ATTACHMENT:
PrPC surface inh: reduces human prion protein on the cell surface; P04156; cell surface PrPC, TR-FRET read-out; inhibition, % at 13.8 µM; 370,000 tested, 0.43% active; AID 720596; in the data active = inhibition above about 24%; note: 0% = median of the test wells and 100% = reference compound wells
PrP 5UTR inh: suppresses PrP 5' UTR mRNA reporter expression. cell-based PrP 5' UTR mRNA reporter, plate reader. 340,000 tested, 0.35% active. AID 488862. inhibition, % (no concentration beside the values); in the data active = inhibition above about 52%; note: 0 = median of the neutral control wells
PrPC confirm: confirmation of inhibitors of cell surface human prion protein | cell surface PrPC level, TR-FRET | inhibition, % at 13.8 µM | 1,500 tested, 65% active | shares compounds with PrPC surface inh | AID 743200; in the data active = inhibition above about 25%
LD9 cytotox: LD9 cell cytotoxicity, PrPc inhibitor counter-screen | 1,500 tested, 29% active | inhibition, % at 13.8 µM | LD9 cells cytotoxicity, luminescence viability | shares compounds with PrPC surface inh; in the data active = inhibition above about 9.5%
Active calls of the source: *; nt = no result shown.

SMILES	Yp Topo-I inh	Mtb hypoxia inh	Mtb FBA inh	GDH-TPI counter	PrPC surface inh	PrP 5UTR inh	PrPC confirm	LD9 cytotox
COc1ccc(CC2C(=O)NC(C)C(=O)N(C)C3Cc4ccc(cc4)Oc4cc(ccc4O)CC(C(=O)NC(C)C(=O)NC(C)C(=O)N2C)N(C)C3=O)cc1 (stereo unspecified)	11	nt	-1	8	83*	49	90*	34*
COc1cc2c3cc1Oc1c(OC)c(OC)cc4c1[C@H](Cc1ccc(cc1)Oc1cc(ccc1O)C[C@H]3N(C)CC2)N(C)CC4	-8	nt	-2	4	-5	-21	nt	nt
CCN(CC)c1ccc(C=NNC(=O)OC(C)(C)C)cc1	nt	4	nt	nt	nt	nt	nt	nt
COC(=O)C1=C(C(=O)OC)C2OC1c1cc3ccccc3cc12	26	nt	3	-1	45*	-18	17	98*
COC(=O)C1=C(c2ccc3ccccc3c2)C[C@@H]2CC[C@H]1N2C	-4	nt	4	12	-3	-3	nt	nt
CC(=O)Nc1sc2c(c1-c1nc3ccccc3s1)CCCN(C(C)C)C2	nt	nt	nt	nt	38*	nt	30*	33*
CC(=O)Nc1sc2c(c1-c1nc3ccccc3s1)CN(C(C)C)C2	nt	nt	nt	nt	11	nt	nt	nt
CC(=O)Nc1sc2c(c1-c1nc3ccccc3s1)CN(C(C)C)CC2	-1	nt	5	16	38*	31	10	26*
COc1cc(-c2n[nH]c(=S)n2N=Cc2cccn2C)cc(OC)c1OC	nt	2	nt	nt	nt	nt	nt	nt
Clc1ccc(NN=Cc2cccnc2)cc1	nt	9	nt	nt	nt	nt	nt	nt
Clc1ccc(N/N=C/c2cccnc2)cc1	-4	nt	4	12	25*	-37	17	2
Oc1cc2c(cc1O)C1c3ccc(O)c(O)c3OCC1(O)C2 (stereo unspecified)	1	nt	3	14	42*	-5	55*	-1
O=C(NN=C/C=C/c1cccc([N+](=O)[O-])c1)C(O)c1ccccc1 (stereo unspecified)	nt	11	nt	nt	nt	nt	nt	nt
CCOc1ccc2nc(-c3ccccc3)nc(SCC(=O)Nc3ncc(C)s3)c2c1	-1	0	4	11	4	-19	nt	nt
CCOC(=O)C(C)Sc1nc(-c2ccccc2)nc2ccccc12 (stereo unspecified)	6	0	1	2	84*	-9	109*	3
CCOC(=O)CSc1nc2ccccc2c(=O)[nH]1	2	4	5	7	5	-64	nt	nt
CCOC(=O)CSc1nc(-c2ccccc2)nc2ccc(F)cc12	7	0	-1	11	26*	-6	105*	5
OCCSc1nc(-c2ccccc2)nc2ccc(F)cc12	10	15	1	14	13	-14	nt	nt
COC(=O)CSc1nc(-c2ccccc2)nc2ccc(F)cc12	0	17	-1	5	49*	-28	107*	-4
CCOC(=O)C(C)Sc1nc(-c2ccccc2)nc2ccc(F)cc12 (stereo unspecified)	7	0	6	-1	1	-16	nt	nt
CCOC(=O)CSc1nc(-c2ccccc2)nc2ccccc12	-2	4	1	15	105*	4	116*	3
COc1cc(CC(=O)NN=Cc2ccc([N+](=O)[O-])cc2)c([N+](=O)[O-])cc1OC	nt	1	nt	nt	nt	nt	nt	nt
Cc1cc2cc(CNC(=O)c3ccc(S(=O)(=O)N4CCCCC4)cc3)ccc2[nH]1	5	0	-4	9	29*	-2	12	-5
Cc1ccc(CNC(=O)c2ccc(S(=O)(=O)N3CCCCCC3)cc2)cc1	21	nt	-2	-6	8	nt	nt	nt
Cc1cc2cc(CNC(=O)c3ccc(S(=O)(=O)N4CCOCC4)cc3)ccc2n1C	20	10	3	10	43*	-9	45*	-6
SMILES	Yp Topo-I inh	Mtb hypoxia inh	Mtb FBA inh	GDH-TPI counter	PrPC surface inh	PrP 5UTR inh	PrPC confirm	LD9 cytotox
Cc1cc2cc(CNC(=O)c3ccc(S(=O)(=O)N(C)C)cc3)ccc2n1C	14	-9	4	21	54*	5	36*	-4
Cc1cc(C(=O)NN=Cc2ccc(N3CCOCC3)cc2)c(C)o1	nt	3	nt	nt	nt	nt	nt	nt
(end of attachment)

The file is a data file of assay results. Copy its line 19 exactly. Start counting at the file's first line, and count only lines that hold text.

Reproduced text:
O=C(NN=C/C=C/c1cccc([N+](=O)[O-])c1)C(O)c1ccccc1 (stereo unspecified)	nt	11	nt	nt	nt	nt	nt	nt